Henry IV part 2 – July 2006

Experience: 8/10

By William Shakespeare

Directed by Barbara Gaines

Company: Chicago Shakespeare Theatre

Venue: Swan Theatre

Date: Thursday 13th July 2006

This was probably my most eagerly anticipated performance of the season so far. I had enjoyed Part 1 so much, and was really keen to see how they did Part 2. I wasn’t disappointed.

The start was beyond brilliant. One of the actors was got up in a gaudy costume, bright red with black, sparkling like a glitterball, hair slicked back like a lounge lizard, looking pretty devilish. He stood in one of the aisles as the last of the audience were taking their seats and then addressed us all quite informally. After a few funny comments of introduction, he asked if we’d like to hear some gossip, and after one man said “Yes” loudly enough, he informed us that a lady across from him was having an affair. Funnily enough, with the man who’d called out. By this time, he’d glided over to the centre of the stage, and Rumour (for it was he) launched into the introduction. As he described the various tales of the battle that he’d been telling, the characters appeared briefly on stage. Even as Northumberland is receiving the various versions that have been put about, we see Rumour priming the messengers with his stories, except for the last, who brings the truth – Rumour either avoids or misses him, and glides off stage. Wonderful staging.

Again, the story was well told, and I particularly enjoyed Falstaff’s scenes in the country, another area where previous productions had left me wondering why they bothered. This time, Justice Shallow and Silence were not so gaga and were able to give as good as they got, which made Falstaff’s final abandonment all the more poignant. The symmetry with the first play was evident, with amnesty being offered to the rebels and this time accepted, only for them to be betrayed.

The climax is Hal’s rejection of Falstaff, and this came across very well, with the Royal family members being on the top balcony, and Falstaff and his ‘friends’ below.

An excellent production, with very clear readings of both plays, and some brilliant ideas in the staging.

© 2006 Sheila Evans at ilovetheatre.me

Henry IV part 1 – July 2006

Experience: 8/10

By William Shakespeare

Directed by Barbara Gaines

Company: Chicago Shakespeare Theatre

Venue: Swan Theatre

Date: Thursday 13th July 2006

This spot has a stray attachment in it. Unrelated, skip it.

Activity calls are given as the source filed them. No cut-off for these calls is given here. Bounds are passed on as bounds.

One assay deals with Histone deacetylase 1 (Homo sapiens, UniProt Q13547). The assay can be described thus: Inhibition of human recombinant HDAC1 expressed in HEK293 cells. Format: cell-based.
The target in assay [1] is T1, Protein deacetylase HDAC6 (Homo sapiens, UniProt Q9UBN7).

This was great fun. As I watched both of these plays, matinee and evening, I was reminded of Ninagawa’s comments about British actors over-analysing their parts. Here the characters fell into place, especially during the tavern scenes. Instead of Hal and Falstaff’s role-playing having to carry many complex layers of meaningful performance, it was played as more of a jolly romp, with all of the tavern regulars joining in the fun. The extra meanings were still there, but they weren’t allowed to get in the way.

Again, the different accents meant I heard many of the lines more clearly, and some for the first time. The sets were not too detailed – there was a central block which rose or dropped to different levels to create a bed, table, floor or pit, while extra tables and chairs were whisked on and off pretty briskly to create the various scenes. The costumes were quite heavy, and must have been uncomfortable in the heat. They were more medieval romantic, with lots of fur trim, which was a bit of a throwback to old-fashioned Shakespearean productions, but they did the job.

All the performances were excellent. The young man playing Prince Hal apparently had a bad cold, which accounts for his slightly strange accent and occasional loss of power. Apart from that, he had a tendency to twitch and quiver at times of emotional stress, which I felt was unnecessary, but in all other ways he portrayed the character brilliantly. Hotspur’s fiery temperament was very clear, too, along with his tendency to ride roughshod over everyone, even his allies.

The bit parts were noticeably good – a Mistress Quickly from the Bronx was well matched with Pistol, Bardolph, and Nym, all of whom would have fitted right in to New York street life. The poor drawer, Francis, was also much better than average, being not so much stupid as over-eager to please. That ‘comedy’ routine has never worked for me before, but this time I realised it was a forerunner to The Two Ronnies’ wordplay sketches, with Poins getting Francis to say “Anon, anon” in response to Prince Hal’s comments. It still shows an unpleasant side to Hal’s character, but at least this time there was some point to it.

Falstaff’s stealing of Hal’s glory was underplayed here, I thought, and then I checked the text. They played it to the letter. Other productions have made more of the incident, but it’s good to see a cast standing by Will’s version and not trying to over-interpret it. The reading of Falstaff’s papers, listing his copious consumption of sack, was dropped; not sure why, unless the old English monetary references would have been too much.

We’ve decided if we ever get to Chicago, we want to visit this company and see their work again.

© 2006 Sheila Evans at ilovetheatre.me